" I’m a big believer in being open and talking about what I’m experiencing. "
Communication is key

When Phil Hazell was diagnosed with younger onset dementia, he found that telling his friends, family and colleagues led to a world of support.

“My wife, Jan, was the first to notice I was forgetting things. It was small things at first, but when my memory lapses started to impact on my work I knew something was seriously wrong with me. That is when I decided to see a specialist.

It took two months of brain scans and cognitive tests before I was told I had Alzheimer’s disease. When I received the diagnosis I was angry, but not surprised. I had considered all the different possibilities, so in some ways I had already prepared myself for this news.

I’m a big believer in being open and talking about what I’m experiencing. Being completely honest with Jan has enabled her to support me. I often wonder how I would have coped without her! She’s helped so much by positively reinforcing the things I can do, and has taught me not to worry about the things I can’t change.

My friends have all been fantastic, too. After I told them about my diagnosis they couldn’t do enough to help. I’ve always been into jet boating and, thanks to their support, I’ve managed to continue doing this activity.

When I told my colleagues they immediately sprang into action to put strategies in place to help me to continue working. My employers engaged an assistant for me, and there was constant communication regarding my needs and changing abilities.

I would advise anybody who finds themselves in this position not to try and hide their diagnosis, but to be upfront with people and tell them what is happening. In doing so, I’ve been overwhelmed by the level of people’s kindness, understanding and support.

Since my diagnosis, I have been responsible for training Sara, my assistance Labrador. It’s been a big commitment, but was all worthwhile when she became the youngest dog ever to pass at just 14 months old. She is such a great support. She’ll find my keys, wallet or phone if I’ve lost them. And she keeps me calm if I get lost!

Now that I’m planning to retire, I’ve signed up to become a Dementia Advocate. My first commitment was voicing a series of radio advertisements to promote the National Dementia Helpline, which I really enjoyed. During my career I did lots of public speaking, so in this new role I’d like to start sharing my experiences at lectures and conferences. It would be wonderful to think after all the support I’ve received that I might be able to use my experiences to support others.”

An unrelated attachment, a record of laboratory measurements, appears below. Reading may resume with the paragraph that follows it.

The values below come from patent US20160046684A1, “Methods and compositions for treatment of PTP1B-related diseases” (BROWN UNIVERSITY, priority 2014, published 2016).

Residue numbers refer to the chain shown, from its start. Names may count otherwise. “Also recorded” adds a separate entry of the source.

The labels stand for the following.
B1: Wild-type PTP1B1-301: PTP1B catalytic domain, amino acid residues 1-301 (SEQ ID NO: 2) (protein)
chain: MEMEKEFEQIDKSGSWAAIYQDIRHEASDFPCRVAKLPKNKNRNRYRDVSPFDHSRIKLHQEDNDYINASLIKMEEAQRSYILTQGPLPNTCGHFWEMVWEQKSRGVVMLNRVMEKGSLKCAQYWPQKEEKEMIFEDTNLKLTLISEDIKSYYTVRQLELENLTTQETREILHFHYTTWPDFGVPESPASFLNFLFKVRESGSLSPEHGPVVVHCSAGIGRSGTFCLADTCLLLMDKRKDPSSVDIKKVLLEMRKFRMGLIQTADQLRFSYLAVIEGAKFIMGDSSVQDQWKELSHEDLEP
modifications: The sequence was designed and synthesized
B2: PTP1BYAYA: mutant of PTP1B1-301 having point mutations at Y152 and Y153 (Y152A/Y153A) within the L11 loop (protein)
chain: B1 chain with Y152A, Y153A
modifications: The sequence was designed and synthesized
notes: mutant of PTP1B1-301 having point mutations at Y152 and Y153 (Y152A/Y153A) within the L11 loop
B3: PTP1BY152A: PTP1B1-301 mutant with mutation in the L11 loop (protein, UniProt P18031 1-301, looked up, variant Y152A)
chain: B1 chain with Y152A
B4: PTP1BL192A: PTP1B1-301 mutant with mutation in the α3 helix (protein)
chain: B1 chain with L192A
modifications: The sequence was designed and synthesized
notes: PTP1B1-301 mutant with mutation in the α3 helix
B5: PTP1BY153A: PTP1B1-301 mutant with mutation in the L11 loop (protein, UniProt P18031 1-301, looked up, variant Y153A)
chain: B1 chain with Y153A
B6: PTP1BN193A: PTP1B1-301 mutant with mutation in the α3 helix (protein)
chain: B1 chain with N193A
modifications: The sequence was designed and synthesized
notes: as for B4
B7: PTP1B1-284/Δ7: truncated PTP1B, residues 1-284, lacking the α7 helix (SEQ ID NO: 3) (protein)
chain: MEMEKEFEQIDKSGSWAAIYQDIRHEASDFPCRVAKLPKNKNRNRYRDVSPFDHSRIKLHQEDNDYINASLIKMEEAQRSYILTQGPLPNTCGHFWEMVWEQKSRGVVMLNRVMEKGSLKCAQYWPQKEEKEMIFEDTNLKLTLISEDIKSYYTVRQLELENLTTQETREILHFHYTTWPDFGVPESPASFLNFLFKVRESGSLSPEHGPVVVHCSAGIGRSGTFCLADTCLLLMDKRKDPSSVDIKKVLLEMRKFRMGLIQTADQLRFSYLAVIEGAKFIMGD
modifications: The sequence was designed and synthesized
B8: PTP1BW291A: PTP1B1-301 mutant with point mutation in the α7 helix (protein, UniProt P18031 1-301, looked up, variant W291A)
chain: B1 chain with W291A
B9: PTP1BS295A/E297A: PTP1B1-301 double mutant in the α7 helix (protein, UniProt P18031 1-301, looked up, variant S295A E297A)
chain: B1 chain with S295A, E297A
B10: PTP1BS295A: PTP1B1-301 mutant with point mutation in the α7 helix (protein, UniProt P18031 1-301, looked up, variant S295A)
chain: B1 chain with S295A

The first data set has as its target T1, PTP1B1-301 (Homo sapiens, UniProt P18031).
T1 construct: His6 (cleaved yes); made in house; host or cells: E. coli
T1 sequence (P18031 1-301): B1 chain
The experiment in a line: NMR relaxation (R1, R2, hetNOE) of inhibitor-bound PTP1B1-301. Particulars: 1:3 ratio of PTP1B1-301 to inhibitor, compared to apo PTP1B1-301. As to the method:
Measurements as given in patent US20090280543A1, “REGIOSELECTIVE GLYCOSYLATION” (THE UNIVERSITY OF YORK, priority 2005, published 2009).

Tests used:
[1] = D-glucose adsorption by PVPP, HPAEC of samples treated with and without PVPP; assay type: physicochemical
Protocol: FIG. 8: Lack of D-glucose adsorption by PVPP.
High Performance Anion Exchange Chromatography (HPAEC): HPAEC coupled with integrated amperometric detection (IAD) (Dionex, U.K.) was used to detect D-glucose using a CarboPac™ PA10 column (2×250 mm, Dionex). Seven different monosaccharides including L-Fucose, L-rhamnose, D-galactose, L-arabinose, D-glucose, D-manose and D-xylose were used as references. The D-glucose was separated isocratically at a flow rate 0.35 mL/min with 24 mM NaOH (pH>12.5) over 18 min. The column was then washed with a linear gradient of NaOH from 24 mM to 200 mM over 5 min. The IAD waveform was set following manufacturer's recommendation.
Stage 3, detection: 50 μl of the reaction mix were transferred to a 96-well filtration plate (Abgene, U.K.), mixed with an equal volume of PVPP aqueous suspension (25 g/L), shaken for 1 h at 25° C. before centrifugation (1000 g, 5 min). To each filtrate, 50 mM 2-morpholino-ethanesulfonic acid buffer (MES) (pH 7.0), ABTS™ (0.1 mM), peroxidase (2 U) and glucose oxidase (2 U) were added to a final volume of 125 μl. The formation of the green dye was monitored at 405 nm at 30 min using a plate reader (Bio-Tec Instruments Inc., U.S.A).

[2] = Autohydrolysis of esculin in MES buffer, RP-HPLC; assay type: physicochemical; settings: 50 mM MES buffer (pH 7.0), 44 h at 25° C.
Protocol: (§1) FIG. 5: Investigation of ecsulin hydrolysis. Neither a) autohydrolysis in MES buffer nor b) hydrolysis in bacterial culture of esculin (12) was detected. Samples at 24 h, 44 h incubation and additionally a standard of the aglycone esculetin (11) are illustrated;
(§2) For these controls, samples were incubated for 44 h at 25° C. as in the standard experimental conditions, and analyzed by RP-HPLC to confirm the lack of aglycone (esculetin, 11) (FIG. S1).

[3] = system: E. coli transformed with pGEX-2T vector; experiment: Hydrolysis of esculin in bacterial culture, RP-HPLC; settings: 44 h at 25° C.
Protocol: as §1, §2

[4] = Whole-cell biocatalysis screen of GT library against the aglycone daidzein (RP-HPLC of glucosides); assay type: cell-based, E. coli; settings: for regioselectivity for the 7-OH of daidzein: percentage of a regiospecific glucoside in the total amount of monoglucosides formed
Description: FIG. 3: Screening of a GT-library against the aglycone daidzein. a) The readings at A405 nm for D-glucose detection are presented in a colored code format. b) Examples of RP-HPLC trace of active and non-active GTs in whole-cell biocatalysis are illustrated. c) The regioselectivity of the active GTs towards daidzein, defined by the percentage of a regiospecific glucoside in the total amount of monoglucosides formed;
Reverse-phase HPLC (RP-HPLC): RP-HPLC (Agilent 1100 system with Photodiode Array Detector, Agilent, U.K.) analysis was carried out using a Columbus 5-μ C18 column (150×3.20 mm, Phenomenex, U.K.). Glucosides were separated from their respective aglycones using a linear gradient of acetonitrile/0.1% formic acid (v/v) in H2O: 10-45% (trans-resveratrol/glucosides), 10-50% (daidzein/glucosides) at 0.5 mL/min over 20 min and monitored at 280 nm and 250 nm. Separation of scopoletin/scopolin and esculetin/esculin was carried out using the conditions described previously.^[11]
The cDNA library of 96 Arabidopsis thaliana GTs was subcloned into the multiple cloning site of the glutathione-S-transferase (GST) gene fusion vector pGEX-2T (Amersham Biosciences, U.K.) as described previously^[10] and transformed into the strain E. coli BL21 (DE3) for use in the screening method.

Become an advocate! Dementia Advocates give a voice to people living with dementia and their carers. If you would like to be a Dementia Advocate, contact Jo-Ann Brown on (02) 8873 4636 or Jo-Ann.brown@alzheimers.org.au, or visit the Alzheimer’s Australia website.

 

 Posted: April 4th, 2017
Discussion

Debbie Osiecki said:

I had a test done ✅ in a hospital done by a Physio or Ot I can’t remember now it was done in May 2017 and I’ve been told to been retest My score in hospital was something like 16-30 I’m not sure about it as not much was said as I had bad test results come back for different things I was in hospital for

Debbie Osiecki said:

Younger persons dementia

Kate Lambert, CEO Daughterly Care said:

I love that Phil was upfront his employer and that they worked on ways to keep using his skills. I also love how accepting and helpful his family are. being upfront is a great strategy because family, friends and colleagues are given the opportunity to support Phil.

Judy said:

It is a joy to hear Phil explaining how important it has been to be open and upfront about his diagnosis. I encourage more people to speak up and be open about this disease, wjphether you are a carer or have received the diagnosis for yourself.

Dorothy-Anne said:

What a fantastic man and I am in love with his dog

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